The Atacama Desert in Chile is known for being home to several astronomical observatories. The region's high altitude and scarce rainfall provides crystal-clear skies for impeccable observing conditions.
But this high desert also offers an unparalleled approximation of the conditions on Mars. With its harsh, dry environment and intense ultraviolet radiation, most life in this extreme desert exists as microbial colonies underground or inside rocks.
That makes the Atacama Desert a good place to practice looking for life on Mars.
NASA's Atacama Rover Astrobiology Drilling Studies (ARADS) team just concluded their second season in Chile, testing out their KREX-2 rover. Thirty-five researchers, scientists, engineers, and support staff spent a month testing out this prototype rover, sending it on various mission to use its drill and life-detection instruments. Using the unforgiving landscape, they were able to demonstrate the technical feasibility and scientific value of a mission that searches for evidence of life on Mars.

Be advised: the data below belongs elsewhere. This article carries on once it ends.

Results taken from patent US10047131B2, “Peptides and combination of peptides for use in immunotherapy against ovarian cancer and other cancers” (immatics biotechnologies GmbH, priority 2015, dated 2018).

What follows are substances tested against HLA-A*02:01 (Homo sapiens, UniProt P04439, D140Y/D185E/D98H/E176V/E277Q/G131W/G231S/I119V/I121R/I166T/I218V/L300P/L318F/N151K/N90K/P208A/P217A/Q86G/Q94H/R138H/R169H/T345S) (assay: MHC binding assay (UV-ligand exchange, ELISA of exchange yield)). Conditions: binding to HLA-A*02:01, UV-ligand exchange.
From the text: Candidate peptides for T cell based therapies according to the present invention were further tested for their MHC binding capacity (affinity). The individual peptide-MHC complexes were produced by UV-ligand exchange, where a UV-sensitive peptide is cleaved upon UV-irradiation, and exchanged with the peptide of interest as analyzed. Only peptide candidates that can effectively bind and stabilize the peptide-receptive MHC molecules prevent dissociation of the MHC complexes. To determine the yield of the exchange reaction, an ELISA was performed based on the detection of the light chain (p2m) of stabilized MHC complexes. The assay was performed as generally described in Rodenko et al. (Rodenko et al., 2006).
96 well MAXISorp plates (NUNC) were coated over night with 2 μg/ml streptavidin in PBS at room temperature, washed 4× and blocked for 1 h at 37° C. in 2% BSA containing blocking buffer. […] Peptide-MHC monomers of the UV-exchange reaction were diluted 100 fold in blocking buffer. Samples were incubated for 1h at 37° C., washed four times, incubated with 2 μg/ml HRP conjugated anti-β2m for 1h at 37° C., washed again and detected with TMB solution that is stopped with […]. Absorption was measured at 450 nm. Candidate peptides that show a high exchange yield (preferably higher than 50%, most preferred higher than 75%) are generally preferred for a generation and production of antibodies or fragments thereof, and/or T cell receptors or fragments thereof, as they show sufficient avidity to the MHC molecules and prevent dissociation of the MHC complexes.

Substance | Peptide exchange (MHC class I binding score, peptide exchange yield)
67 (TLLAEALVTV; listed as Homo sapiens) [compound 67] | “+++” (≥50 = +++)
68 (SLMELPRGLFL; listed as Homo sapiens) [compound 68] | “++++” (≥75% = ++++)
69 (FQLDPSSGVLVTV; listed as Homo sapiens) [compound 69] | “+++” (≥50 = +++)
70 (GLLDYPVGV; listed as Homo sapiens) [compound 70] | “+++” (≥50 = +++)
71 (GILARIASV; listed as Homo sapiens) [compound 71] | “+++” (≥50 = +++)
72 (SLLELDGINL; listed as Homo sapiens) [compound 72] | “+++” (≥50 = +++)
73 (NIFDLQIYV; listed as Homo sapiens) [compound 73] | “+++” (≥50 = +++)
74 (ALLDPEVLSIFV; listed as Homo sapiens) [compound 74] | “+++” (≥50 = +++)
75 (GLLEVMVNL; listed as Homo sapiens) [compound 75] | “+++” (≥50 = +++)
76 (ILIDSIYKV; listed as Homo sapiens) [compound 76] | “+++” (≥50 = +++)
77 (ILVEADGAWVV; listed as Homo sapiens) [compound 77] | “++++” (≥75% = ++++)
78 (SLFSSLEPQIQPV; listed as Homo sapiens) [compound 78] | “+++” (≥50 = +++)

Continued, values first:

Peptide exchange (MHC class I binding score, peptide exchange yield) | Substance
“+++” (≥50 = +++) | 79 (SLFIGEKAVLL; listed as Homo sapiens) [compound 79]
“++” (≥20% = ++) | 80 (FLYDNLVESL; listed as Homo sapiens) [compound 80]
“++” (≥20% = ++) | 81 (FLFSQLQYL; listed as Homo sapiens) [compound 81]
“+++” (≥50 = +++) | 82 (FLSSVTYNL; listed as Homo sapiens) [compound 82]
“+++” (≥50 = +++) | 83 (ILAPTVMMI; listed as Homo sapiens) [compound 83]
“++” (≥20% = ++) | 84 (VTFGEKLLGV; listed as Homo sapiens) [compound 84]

"Putting life-detection instruments in a difficult, Mars-analog environment will help us figure out the best ways of looking for past or current life on Mars, if it existed," said Dr. Brian Glass, a scientist at the NASA Ames Research Center and the principal investigator of ARADS. He also led the first expedition in 2016. "Having both subsurface reach and surface mobility should greatly increase the number of biomarker and life-target sites we can sample in the Atacama."